Picasso and Brand were both inspired by a newspaper clipping. Picasso was living in Paris as a self-imposed exile from Spain and so heard of Guernica through the print media.

Brand has produced similar works, including 19 Boys Running (1988), in response to the 1985 Uitenhage massacre in SA; Here XVII (1995) alludes to the name for the Dutch East India Company and comments on the nature of colonisation and big corporations; and Pieta (1996), a pixelated black-and-white mosaic (originally attached to a wall of the Castle of Good Hope) of school pupil Hector Pieterson taken in 1976 by photographer Sam Nzima.

Brand graduated from Michaelis School of Fine Art with other well-known artists such as Brett Murray, Angela Ferreira, Oliver Schmitz, Nicolaas Maritz and the late Barend de Wet. In his early 60s, there’s something boyish about him. He says he likes "tying the dog loose", is able to "tolerate anybody" and considers himself as "quite old-fashioned" and "having values".

Brand has exhibited internationally and his work has been awarded. He says that he’d love to have done art full time, but couldn’t. "I chose very early on not to do art full time because I needed a job," he explains.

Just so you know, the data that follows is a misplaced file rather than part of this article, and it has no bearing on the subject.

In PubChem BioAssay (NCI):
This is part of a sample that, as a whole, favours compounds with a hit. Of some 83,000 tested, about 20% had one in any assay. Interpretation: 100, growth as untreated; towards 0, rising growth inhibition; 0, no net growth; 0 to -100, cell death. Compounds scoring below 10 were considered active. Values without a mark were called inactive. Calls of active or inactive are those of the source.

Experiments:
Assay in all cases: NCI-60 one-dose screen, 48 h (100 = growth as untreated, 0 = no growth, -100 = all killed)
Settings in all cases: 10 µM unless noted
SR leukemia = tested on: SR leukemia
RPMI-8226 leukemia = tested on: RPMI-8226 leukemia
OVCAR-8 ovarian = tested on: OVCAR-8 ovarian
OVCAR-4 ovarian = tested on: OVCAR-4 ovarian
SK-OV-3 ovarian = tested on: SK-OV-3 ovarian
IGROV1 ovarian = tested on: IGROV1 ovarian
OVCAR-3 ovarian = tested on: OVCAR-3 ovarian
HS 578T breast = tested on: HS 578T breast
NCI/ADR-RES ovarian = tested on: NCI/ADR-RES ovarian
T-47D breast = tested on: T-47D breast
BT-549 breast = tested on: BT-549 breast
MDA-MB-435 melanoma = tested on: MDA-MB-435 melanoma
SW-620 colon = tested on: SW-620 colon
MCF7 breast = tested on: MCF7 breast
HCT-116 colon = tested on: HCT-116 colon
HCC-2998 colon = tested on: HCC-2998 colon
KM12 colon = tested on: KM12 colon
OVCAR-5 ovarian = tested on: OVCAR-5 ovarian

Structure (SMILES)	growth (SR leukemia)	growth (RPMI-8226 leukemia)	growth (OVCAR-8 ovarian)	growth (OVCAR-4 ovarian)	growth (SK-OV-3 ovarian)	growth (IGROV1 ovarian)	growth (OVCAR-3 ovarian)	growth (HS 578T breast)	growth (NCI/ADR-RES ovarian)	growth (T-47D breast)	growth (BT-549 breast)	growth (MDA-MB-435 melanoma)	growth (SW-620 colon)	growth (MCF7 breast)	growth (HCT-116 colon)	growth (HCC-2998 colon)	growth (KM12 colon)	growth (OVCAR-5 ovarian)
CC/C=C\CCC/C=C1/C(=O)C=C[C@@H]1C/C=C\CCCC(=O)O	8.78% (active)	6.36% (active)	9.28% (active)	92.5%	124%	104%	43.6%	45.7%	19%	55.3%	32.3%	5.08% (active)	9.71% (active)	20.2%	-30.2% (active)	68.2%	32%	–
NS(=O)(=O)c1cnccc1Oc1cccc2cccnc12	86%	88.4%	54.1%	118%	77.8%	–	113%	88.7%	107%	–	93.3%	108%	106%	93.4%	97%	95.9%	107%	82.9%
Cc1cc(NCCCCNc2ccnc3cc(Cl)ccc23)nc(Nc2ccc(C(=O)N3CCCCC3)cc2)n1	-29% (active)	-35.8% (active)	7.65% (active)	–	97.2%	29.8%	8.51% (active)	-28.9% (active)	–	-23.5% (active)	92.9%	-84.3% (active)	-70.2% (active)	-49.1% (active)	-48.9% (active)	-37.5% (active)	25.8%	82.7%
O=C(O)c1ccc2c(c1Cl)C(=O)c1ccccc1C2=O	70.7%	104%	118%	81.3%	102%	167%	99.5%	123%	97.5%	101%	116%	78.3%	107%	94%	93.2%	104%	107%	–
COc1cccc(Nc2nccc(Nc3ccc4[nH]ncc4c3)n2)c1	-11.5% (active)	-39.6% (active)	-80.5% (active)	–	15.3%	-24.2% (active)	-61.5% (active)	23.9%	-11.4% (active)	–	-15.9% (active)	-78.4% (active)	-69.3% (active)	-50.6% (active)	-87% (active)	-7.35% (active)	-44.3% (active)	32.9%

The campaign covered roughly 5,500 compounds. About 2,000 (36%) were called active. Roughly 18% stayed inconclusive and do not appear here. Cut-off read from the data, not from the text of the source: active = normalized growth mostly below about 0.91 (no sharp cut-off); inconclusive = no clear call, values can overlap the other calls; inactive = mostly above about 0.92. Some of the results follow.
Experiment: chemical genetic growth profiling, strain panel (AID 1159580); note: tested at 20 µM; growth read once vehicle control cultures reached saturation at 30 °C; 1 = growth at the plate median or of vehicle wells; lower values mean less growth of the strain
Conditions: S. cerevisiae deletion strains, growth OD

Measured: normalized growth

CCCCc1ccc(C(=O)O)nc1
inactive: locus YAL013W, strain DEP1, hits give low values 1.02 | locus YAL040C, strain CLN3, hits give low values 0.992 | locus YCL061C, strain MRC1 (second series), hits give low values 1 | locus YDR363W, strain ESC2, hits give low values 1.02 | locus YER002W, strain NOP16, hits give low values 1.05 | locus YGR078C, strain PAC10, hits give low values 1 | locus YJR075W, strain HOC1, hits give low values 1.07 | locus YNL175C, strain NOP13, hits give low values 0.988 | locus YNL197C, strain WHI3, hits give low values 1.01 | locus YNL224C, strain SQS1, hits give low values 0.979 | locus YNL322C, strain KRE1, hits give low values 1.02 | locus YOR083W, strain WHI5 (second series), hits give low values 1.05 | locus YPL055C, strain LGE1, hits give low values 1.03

"I come from quite a poor family and I needed to pay the bills. If you have children, you have to educate them. These things were important to me."

He also says that his installations "weren’t very sellable. The nice thing is people saw them and liked them, and this gave me a bit of credibility."

Brand’s work is often concerned with those at risk in society. It is children, whether historically, as in the boy victims of the 1985 Uitenhage massacre, the death of Pieterson in 1976 or, more currently, the drowned Syrian toddler refugee and kidnapped Boko Haram girls.

"By and large, children are always victims and manipulated," he says. Brand’s interpretation of the child is particularly influenced by the depiction of the child in the German Romantic tradition, where the child is "sublime" and is seen as able to "do no wrong".

The Janjaweed exhibition opens on January 28 at the Cape Town Holocaust Centre, the day after International Holocaust Remembrance Day. Brand’s work is perfectly placed as the centre also houses drawings of child victims of pogroms and concentration camps.

For bookings and RSVPs to Kevin Brand’s Janjaweed opening on January 28 at the Cape Town Holocaust Centre, 88 Hatfield Street, Cape Town, please e-mail